How has the climate changed since the Paris Agreement?

It's now been five years since the Paris Agreement was ratified. Its aim was to limit the increase in global temperature and mitigate the effects of climate change. But are its objectives being met?
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In 2015, almost every country in the world (196, to be precise) ratified the Paris Agreement, thereby agreeing to keep the increase in global temperature below 2°C, and try to limit it to 1.5°C.

In the last century, our planet has undergone a dramatic rise in temperature: 1.1°C since the pre-industrial period. If this exceeds 2°C, the repercussions will be disastrous for life on earth: droughts, loss of biodiversity, extreme weather, to name but a few of the consequences. Never have a few tenths of a degree been so important.

Five years on, now is a good time to take stock of what has been achieved (or not) during that time. How has the climate changed since the Paris Agreement? Are we on the right track to slowing down global warming? Looking at the data, the answer is no. The reality is that climate change has only got worse since 2015.


The consequences of climate change we are already facing

The last five years have been the warmest since records began. According to the World Meteorological Organization's Statement on the State of the Global Climate, the average global temperature has increased by 1.1°C since the pre-industrial period and by 0.2°C compared to 2011-2015. In fact, 2019 has been the second hottest year in history, second only to 2016, and we have just had the warmest January since we started collecting data.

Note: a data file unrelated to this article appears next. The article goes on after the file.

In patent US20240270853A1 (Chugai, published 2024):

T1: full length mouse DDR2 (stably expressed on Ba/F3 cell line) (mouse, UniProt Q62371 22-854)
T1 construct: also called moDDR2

The average global temperature has increased by 1.1°C since the pre-industrial period and by 0.2°C compared to 2011-2015

One of the most severe consequences of global warming is the melting of the polar ice caps in the Arctic and Antarctic, caused by rising air and sea temperatures. Data also shows that the rate of ice loss has accelerated. Up to 2012, the continent lost an average of 76 billion tonnes of ice per year. In the six years since then, it has lost 219 billion tonnes a year.

Another consequence of the rise in water temperature is thermal expansion: when water heats up, it expands and causes a rise in sea-level. Over the past five years, the sea level has risen by 5 millimetres per year, compared to 4 millimetres in the ten-year period from 2007-2016.

Arguably though, the effect of climate change that we notice the most is the increase in natural disasters. Be it hurricanes, tropical cyclones, droughts or fires, we are seeing more and more extreme weather events, and their effects are increasingly devastating.

Heat waves have been the deadliest weather hazard between 2015 and 2019. All continents have been affected, with loss of human life, forest fires and crop failures all on the rise. During 2017, the Atlantic Ocean experienced one of the worst hurricane seasons ever recorded, while the Indian Ocean saw unprecedented, devastating tropical cyclones during the spring of 2019.


It's time for things to change

Governments have to be willing to comply with the Paris Agreement if we want to curb climate change. The planet is warning us that unless we drastically transform our economies and our global industry, and unless our policymakers truly commit to mitigating the effects of global warming, things are going to get a lot worse.

Decarbonisation policies and measures will be a major step in the right direction to curb global warming and climate change, and could in fact be the driving force for sustainable economic growth and social progress.

To be able to maintain long-term warming at 1.5°C the world will have to reduce CO2 emissions by 45% by 2030, compared to where the figure was in 2010, and achieve net-zero emissions (carbon neutrality) by 2050.

Although we are already suffering the effects of climate change, there is still time to avoid the worst-case scenario. Experts still offer a glimmer of optimism: the world has the scientific understanding, technological capacity and financial means to cope with this climate crisis.

Sources: World Meteorological Organization, Nature, Copernicus Programme, National Oceanic and Atmospheric Administration